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To: defconw
I am not sure where you are getting that from, because I do not support abortion or gay marriage. So I guess based on this logic I should side with the other side. Well whatever, I am only one person. It matters not. I will continue to pray that Israel continues to exist, whatever that makes me. Have a great day.

Arrg! I am not attacking you! I'm simply pointing out that support or even sympathy for Israel in Catholicism is a liberal, unorthodox, post-VII position. It is not a conservative position for Catholics. I wish that it were, but it is not.

If you are conservative and pro-Israel, then good for you. I wish there were more conservative Catholics who were pro-Israel. But I'm merely pointing out that in orthodox, pre-VII Catholicism the Jews are the villains and their returning to Israel is to build a temple for the "antichrist." And those conservative Catholics who do support Israel do so for reasons of American ideology rather than any theological reason (unlike Fundamentalist Protestants). I wish it were otherwise, I truly do. But it is not.

Why don't you investigate a few traditionalist Catholic web sites and see what I'm talking about?

17 posted on 05/23/2014 8:50:55 AM PDT by Zionist Conspirator (The Left: speaking power to truth since Shevirat HaKelim.)
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To: Wyrd bið ful aræd
Some say that Israel is now Babylon, due to the talmud having been compiled there. I don't believe that. But as a Catholic I do believe that the Catholic Church is the new Israel, the Israel of the New Covenant. If one believes in the divinity of Jesus Christ, it isn't a "usurpation" but a simple fulfilment of the law, the old made new. The Temple veil was torn when Jesus died for a reason, after all.

Would it do any good to point out that these are all beliefs and that they are not self-evidently true? By insisting on reading the Hebrew Bible through the lens of the "new testament" all chrstians are guilty of the logical fallacy of "affirmation of the consequent."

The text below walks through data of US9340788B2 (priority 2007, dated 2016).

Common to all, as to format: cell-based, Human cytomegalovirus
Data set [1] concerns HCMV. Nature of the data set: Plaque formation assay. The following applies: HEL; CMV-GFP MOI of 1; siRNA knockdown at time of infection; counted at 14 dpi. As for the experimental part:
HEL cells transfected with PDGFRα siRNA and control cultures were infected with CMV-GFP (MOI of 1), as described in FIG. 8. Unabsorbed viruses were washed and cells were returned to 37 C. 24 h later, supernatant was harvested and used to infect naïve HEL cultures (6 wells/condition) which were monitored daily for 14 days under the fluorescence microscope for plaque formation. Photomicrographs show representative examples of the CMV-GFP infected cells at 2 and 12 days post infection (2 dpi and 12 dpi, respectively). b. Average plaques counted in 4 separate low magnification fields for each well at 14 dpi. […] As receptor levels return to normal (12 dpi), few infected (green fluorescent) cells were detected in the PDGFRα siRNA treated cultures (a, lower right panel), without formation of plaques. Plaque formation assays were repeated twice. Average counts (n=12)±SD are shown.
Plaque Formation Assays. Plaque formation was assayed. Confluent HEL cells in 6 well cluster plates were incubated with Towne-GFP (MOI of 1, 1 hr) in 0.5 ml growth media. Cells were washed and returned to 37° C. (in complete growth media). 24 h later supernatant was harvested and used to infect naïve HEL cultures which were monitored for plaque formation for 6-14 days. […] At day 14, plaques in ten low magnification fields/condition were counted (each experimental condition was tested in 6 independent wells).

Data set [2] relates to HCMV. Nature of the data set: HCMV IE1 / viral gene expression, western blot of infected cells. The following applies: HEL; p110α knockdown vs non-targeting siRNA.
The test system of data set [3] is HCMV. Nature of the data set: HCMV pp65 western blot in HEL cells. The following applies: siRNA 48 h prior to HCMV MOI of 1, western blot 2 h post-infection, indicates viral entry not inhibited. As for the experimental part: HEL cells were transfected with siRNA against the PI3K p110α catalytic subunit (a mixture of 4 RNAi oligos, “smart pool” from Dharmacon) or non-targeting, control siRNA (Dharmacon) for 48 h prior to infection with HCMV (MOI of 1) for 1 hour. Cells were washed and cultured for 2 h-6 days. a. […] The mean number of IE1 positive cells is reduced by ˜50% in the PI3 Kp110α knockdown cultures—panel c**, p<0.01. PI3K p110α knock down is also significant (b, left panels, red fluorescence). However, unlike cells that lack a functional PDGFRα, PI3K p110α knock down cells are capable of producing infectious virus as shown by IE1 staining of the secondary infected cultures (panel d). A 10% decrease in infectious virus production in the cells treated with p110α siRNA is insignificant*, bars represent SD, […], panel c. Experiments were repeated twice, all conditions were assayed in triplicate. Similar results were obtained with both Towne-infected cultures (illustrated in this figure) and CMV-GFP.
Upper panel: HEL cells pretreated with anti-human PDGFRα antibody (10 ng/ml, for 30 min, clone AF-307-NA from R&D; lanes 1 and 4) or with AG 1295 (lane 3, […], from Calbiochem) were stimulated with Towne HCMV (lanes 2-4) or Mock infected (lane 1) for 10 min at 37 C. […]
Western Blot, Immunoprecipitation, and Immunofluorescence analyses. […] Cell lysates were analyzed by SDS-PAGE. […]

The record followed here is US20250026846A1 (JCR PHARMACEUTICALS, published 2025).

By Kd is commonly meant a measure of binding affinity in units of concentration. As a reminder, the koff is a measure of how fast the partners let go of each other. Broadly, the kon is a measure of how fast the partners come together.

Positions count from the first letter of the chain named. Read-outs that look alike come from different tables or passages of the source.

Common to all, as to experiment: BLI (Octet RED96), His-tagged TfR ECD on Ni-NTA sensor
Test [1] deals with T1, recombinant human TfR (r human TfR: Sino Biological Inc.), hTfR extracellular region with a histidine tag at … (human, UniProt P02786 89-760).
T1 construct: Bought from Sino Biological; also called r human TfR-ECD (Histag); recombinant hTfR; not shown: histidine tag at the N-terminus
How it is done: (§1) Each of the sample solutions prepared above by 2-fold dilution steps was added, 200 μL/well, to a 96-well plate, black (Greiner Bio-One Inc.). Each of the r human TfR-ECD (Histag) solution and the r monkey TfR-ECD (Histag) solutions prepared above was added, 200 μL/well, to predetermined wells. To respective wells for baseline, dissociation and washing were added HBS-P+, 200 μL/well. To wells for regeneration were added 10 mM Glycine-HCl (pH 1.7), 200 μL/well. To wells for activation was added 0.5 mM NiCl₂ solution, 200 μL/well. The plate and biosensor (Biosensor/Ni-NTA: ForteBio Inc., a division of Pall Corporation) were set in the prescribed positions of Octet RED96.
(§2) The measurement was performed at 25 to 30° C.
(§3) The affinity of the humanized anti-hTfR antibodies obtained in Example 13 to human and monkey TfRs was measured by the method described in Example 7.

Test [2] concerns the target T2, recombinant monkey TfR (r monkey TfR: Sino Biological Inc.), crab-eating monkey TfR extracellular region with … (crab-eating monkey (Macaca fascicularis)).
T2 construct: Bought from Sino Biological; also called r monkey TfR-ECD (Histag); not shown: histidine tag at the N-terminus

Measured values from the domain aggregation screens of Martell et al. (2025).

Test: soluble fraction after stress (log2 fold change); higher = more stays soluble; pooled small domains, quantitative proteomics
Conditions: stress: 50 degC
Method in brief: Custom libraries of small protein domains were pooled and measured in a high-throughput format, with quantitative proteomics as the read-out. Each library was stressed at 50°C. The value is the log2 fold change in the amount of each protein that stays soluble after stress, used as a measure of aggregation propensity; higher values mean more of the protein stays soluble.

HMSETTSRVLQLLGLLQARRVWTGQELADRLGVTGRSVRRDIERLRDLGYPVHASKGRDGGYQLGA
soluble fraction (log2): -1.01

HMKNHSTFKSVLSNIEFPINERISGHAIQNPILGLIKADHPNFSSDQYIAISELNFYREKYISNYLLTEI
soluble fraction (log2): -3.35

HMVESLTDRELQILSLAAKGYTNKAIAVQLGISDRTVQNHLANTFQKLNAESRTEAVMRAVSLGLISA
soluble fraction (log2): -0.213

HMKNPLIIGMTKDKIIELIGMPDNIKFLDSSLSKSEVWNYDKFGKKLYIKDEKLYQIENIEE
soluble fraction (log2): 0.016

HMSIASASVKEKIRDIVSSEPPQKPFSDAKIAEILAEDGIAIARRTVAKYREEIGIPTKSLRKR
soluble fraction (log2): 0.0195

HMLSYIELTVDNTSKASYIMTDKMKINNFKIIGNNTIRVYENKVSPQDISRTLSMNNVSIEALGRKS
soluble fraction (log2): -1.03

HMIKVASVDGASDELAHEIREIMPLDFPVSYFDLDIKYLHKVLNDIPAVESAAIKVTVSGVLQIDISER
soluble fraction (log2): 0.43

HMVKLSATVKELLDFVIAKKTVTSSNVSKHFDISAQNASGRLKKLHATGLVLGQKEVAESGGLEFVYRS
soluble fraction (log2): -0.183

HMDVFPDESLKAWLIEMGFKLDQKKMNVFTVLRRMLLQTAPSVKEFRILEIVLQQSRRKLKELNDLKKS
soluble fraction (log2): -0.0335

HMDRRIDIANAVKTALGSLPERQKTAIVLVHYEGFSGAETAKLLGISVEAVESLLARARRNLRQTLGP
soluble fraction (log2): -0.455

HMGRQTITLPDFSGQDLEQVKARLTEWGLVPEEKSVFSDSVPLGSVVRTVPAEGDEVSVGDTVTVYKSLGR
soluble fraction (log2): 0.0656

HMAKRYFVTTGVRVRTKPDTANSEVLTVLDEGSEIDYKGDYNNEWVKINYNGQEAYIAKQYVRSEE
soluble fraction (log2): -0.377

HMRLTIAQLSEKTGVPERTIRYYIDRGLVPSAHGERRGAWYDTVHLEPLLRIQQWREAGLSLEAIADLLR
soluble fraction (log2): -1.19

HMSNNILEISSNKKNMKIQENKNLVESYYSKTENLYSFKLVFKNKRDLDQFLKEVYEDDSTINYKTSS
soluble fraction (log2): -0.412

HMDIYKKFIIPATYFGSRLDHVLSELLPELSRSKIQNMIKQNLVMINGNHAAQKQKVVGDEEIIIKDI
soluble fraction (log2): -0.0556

Fundamentalist Protestants, whose only "chrstendom" is Biblical Israel and for whom historical chrstianity is "the great apostasy," have a very different position from yours.

18 posted on 05/23/2014 8:54:42 AM PDT by Zionist Conspirator (The Left: speaking power to truth since Shevirat HaKelim.)
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To: elcid1970
Thanks, Z.C., for doing Catholics’ thinking for them.

The traditional magisterium (and not only the magisterium of today) is supposed to do Catholics' thinking for them, and until VII liberalism that thinking was decidedly unfriendly to the Jews and the idea of their returning to Israel. These are simple facts for which I am not to blame.

I suggest a tour of a few sites and sources that represent pre-VII Catholicism.

Thank you for supporting Israel, though the western democratic ideology is in grossly in error.

19 posted on 05/23/2014 8:58:17 AM PDT by Zionist Conspirator (The Left: speaking power to truth since Shevirat HaKelim.)
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To: Zionist Conspirator
Maybe I will investigate them. I have kind of shied away from Catholic sites, because I am not happy with this new Pope and I am not happy with about 95 percent of the wishy-washy Bishops in this country. I have a very hard time even going to Mass. All the crap that is allowed. It's like going to a Rat Rally part of the time. Like I said I am only one person. It's a very depressing time to be a conservative American and a Catholic.
20 posted on 05/23/2014 8:58:52 AM PDT by defconw (Well now what?)
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To: Zionist Conspirator
"Would it do any good to point out that these are all beliefs and that they are not self-evidently true? By insisting on reading the Hebrew Bible through the lens of the "new testament" all chrstians are guilty of the logical fallacy of "affirmation of the consequent.""

There is no logical fallacy, and they most assuredly are self-evidently true, when you affirm the Divinty of Jesus Christ. It is not affirming the consequent, but mere hindsight.

"Fundamentalist Protestants, whose only "chrstendom" is Biblical Israel and for whom historical chrstianity is "the great apostasy," have a very different position from yours."

Okay...And?

21 posted on 05/23/2014 9:03:45 AM PDT by Wyrd bið ful aræd (Pope Calvin the 1st, defacto Leader of the FR Calvinist Protestant Brigades)
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To: BlatherNaut
FR Catholics' heads are exploding today as they try to reconcile Pope Frank's romance with the Palestinians with the reality of Muslim hatred and murder. There simply is no common ground.

Time to wake up from the cathedral dreams and face the reality that your church is not the one Christ built. His Church is built on Him alone, not church traditions, not saints, not Mary, not celibacy, not priests and certainly not fallible and corrupt popes.

Once you accept the Truth, everything about Israel and her enemies starts to make sense.

22 posted on 05/23/2014 10:02:29 AM PDT by Dr. Thorne ("How long, O Lord, holy and true?" - Rev. 6:10)
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To: BlatherNaut

I have been holding off, but today I officially start praying for a new Pope.


23 posted on 05/23/2014 10:03:20 AM PDT by Arthur McGowan